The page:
Hurricane Hugo caused much damaged on the coastal plain forest. The Santee Experimental Forest experienced the severe force of eyewall and wind damage. Northern east area i.e. on Hobcaw Forest was majorly damage by salt with some wind damage. Tallest trees and the largest trees were more damaged than smaller trees. Within the area impacted by the eyewall, 89% of the longleaf pine trees, 91% of loblolly pine trees, 86% of bottomland hardwood trees were uprooted. And other areas away from eyewall were affected about 17% of longleaf pine trees, 52% of loblolly pine trees and 20% of bottomland trees broken or uprooted. (Donal D. Hook, September 10-22, 1989 (SPRING 1991))
The eye of the Hurricane Hugo, it was the most severe …show more content…
Knowledge about Hurricane recovery as a process and as a definable component of the emergency management cycle was slim. There was little interest in the process per se. Only one of four counties visited had a completed recovery component in its emergency management plan at the time of Hugo hit. This Deficiency was tied in with the generally low level of knowledge, experience, and functional skill in emergency management (Donal D. Hook, September 10-22, 1989 (SPRING 1991)).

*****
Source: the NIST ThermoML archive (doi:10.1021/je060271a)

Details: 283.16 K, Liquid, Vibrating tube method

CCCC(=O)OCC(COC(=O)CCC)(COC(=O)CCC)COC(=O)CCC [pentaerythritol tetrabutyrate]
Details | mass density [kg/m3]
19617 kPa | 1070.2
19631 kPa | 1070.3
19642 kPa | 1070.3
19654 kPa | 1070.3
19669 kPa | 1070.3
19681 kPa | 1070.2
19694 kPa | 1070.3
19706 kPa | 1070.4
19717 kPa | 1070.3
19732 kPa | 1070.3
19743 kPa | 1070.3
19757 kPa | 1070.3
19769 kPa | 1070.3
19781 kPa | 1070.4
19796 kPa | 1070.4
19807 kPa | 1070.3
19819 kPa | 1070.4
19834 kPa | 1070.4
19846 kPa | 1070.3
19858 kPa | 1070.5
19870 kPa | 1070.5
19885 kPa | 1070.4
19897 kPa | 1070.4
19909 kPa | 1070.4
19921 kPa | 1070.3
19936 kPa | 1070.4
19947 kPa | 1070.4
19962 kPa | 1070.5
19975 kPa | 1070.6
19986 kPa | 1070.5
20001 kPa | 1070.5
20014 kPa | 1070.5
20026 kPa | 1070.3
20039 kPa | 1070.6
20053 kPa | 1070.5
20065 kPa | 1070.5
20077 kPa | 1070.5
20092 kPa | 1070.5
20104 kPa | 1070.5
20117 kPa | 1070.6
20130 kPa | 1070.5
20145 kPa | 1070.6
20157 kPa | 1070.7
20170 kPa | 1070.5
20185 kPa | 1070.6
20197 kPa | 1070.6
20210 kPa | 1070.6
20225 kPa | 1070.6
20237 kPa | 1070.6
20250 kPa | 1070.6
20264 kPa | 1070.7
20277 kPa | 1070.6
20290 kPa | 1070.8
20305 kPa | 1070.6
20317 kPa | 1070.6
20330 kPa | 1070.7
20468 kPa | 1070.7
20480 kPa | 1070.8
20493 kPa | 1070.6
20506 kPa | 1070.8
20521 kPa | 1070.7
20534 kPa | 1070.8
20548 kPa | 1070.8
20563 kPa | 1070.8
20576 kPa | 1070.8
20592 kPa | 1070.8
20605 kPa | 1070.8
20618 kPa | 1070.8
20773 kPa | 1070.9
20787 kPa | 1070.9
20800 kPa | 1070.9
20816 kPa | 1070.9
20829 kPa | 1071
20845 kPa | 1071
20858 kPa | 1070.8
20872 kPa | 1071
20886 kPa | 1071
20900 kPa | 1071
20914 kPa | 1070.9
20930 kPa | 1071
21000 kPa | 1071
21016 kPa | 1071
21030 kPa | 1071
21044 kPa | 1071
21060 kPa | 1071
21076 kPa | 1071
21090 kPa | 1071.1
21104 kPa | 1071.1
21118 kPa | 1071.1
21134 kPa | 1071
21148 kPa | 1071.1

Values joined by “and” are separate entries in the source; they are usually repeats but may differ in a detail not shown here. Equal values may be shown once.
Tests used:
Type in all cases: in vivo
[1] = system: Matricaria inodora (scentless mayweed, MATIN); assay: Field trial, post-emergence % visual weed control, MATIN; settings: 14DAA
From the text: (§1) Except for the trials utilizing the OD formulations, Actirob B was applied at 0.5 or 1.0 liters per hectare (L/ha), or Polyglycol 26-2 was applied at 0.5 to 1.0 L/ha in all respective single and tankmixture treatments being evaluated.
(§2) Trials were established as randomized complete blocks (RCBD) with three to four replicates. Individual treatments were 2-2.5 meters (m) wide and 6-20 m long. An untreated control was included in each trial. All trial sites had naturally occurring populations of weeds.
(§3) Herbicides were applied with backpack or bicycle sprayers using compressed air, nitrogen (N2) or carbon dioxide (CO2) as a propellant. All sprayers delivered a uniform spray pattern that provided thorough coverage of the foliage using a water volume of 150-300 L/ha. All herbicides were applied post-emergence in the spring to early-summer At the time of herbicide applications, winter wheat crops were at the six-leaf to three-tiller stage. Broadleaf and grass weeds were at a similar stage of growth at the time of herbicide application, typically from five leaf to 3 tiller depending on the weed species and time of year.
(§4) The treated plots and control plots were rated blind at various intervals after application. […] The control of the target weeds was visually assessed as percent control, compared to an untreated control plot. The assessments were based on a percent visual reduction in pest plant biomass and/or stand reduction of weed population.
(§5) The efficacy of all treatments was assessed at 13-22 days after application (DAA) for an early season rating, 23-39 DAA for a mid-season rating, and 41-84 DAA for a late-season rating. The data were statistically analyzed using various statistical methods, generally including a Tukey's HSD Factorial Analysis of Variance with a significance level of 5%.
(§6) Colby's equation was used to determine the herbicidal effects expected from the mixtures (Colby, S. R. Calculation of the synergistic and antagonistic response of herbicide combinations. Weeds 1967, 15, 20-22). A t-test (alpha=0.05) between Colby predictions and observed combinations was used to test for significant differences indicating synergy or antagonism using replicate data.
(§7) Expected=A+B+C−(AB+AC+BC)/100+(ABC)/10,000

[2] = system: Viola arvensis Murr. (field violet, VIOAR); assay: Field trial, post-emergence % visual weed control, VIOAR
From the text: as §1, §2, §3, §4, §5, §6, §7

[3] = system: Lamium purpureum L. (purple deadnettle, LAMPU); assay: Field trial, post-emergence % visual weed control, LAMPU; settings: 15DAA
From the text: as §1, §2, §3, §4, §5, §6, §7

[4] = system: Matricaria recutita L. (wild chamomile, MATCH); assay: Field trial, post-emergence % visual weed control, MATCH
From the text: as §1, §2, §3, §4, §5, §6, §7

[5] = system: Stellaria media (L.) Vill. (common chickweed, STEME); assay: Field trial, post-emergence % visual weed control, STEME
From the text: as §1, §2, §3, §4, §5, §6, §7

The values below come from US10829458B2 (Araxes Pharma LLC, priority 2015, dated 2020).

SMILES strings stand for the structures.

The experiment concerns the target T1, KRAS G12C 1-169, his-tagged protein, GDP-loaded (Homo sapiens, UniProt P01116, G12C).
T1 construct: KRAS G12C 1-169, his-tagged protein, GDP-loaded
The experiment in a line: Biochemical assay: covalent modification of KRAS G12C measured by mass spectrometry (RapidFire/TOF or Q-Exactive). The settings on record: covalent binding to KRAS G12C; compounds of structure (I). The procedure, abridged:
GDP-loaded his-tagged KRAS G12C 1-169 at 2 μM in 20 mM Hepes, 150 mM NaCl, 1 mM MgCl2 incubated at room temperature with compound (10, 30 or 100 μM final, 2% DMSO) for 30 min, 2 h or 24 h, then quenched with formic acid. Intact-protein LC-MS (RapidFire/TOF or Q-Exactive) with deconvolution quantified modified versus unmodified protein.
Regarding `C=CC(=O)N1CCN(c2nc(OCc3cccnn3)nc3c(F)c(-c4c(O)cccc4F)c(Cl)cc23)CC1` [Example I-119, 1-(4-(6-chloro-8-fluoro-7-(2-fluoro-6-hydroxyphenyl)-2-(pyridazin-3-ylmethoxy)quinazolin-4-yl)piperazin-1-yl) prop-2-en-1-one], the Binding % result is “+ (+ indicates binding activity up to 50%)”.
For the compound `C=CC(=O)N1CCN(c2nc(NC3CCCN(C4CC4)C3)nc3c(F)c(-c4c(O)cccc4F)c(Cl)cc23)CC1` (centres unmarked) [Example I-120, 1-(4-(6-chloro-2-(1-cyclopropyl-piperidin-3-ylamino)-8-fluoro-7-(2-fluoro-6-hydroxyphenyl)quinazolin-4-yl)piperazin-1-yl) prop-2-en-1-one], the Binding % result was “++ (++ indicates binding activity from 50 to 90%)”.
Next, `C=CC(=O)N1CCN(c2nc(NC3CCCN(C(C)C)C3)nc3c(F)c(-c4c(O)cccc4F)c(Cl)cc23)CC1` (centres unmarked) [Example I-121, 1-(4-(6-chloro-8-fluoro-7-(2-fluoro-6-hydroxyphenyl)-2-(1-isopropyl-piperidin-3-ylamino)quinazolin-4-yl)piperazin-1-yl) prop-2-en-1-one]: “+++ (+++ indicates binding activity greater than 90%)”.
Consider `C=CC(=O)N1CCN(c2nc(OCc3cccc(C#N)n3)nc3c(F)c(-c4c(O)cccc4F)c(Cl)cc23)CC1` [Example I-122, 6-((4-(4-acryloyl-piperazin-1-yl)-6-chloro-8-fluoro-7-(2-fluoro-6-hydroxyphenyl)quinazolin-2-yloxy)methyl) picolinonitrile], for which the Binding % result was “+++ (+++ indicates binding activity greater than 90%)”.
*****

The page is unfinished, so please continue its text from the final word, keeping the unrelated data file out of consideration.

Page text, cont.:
2. Knowledge about Emergency management educational resources, documents, and information centre was slight. Further there was no interest on the topic of emergency management, disaster recovery, or mitigation on the part of local officials. (Donal D. Hook, September 10-22, 1989 (SPRING 1991))
3. FEMA Staff prepare an Interagency Hazards Mitigation Team Report, but after Hugo, the agency did not follow up the IHMT
4. Lack of connection between knowledge of emergency management functions and recovery needs is another concern. there was little assistance for education, training to improve existing on site emergency management capability (Donal D. Hook, September 10-22, 1989 (SPRING …show more content…
Hugo was the most costly disasters which were experienced by U.S. in terms of infrastructure damage, local economies, and homes. After Hurricane Hugo made landfall on September 21, 1989, near Charleston, South Carolina, media accounted that there was serious problem in South Carolina’s recovery and response efforts. Lot of damage was done by Hugo each and every place in South Carolina suffered some damages, some lost homes, lives etc. Great devastation was done to forest 80% of the forest was destroyed, timber volume was loss estimated range from 700- 1000 million board feet. Storm blew down the trees approx. $95,000,000 to $115,000,000. Most of the services which were essential of society were also destroyed, Electrical power was non-existent, water and sewer system were severely damaged and roads were extremely hazardous, and many people without the basic necessities. Many of the important buildings were also destroyed, villages were washed away by the